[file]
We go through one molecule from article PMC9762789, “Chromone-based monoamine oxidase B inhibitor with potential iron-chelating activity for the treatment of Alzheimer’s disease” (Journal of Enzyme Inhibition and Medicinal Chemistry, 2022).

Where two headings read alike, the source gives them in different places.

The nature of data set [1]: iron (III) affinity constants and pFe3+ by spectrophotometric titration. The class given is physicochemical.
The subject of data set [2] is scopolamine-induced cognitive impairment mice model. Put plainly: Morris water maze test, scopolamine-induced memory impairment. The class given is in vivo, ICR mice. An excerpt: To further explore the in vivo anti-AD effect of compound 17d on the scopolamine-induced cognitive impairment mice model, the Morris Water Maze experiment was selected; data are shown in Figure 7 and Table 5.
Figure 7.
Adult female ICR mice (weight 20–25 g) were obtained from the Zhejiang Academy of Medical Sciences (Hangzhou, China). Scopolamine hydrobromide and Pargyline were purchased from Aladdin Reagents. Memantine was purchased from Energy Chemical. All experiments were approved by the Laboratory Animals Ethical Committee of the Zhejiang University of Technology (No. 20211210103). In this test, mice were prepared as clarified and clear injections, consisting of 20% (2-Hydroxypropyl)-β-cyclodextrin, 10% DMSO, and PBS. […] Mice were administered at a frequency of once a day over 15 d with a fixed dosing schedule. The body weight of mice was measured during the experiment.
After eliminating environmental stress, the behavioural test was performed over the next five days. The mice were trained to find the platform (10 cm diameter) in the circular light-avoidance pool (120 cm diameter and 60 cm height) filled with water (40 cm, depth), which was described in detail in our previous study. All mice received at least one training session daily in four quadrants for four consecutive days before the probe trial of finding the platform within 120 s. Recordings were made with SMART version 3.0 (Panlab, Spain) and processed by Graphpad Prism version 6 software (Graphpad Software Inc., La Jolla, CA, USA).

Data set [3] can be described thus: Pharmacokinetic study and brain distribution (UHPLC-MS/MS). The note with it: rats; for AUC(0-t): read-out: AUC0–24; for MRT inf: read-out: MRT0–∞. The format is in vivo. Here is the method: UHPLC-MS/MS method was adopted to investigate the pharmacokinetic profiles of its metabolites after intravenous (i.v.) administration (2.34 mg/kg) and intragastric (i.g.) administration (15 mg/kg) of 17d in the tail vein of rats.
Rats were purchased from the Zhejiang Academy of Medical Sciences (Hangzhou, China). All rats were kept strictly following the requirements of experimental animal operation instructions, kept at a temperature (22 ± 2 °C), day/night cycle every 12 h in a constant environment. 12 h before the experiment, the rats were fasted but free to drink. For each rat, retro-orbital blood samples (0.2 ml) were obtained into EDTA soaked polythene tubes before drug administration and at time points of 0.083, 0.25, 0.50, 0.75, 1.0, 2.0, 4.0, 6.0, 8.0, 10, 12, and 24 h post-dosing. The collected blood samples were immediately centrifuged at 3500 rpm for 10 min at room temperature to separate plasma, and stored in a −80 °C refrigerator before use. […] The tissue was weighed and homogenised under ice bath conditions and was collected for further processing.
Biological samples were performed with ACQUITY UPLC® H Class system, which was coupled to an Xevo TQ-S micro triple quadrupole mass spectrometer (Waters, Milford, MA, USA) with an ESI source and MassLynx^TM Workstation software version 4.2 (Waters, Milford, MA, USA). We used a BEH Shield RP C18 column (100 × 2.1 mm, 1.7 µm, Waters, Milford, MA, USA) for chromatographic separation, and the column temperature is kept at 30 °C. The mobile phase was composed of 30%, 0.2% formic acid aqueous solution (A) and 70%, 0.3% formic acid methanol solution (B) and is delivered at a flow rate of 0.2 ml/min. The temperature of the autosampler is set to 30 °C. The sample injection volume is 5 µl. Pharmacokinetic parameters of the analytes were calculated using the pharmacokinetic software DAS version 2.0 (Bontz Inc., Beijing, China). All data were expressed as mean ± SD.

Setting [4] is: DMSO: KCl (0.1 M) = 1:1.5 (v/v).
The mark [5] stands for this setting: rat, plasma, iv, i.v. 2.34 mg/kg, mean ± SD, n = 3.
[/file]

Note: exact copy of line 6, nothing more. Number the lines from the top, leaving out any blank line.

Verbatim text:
Adult female ICR mice (weight 20–25 g) were obtained from the Zhejiang Academy of Medical Sciences (Hangzhou, China). Scopolamine hydrobromide and Pargyline were purchased from Aladdin Reagents. Memantine was purchased from Energy Chemical. All experiments were approved by the Laboratory Animals Ethical Committee of the Zhejiang University of Technology (No. 20211210103). In this test, mice were prepared as clarified and clear injections, consisting of 20% (2-Hydroxypropyl)-β-cyclodextrin, 10% DMSO, and PBS. […] Mice were administered at a frequency of once a day over 15 d with a fixed dosing schedule. The body weight of mice was measured during the experiment.